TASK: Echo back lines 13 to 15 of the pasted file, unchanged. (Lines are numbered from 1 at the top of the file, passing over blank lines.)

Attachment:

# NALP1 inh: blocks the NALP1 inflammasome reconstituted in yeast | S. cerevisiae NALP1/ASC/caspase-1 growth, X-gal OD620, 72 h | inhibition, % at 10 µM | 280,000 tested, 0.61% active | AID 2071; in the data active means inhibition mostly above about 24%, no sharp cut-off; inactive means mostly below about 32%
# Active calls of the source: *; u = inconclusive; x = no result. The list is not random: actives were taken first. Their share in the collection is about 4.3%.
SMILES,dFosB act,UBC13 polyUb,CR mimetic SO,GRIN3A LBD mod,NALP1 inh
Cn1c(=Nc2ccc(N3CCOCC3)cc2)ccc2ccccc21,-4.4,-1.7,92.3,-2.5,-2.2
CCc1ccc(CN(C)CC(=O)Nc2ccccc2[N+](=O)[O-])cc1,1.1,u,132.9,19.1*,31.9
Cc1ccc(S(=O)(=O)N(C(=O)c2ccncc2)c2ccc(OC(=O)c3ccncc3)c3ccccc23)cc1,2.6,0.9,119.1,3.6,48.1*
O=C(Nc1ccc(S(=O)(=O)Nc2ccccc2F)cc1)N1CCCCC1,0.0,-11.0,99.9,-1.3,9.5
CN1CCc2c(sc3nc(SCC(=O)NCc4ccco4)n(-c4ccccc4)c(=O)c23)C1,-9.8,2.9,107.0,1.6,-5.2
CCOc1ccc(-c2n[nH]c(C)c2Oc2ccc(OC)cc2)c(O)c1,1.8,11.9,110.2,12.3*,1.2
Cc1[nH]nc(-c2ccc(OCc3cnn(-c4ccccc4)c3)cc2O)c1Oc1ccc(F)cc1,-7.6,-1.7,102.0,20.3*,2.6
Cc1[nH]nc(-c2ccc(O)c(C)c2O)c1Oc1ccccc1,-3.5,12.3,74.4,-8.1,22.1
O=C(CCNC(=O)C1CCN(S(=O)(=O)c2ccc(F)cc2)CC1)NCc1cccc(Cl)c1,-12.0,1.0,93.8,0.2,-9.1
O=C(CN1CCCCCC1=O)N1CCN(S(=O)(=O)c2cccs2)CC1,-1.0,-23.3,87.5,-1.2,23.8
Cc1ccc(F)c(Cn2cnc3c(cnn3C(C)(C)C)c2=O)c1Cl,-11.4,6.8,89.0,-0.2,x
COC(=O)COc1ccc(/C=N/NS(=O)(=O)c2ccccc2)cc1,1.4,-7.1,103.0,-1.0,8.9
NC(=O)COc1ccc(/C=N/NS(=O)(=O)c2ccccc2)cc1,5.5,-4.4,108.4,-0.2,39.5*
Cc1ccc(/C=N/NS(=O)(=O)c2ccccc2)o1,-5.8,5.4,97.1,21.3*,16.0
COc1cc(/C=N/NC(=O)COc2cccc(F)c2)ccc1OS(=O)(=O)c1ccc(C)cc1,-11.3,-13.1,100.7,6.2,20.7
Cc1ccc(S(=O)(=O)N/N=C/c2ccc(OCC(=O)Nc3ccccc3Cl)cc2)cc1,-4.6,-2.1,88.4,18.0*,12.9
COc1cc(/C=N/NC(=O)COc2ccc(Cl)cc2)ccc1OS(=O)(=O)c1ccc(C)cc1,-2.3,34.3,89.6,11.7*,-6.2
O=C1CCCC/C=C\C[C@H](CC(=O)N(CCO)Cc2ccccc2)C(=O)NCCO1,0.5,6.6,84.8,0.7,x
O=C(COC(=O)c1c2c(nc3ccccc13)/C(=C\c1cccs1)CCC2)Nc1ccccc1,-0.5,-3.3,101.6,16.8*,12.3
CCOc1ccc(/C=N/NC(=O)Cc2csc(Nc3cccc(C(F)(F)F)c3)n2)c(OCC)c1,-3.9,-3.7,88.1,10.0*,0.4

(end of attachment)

O=C(CN1CCCCCC1=O)N1CCN(S(=O)(=O)c2cccs2)CC1,-1.0,-23.3,87.5,-1.2,23.8
Cc1ccc(F)c(Cn2cnc3c(cnn3C(C)(C)C)c2=O)c1Cl,-11.4,6.8,89.0,-0.2,x
COC(=O)COc1ccc(/C=N/NS(=O)(=O)c2ccccc2)cc1,1.4,-7.1,103.0,-1.0,8.9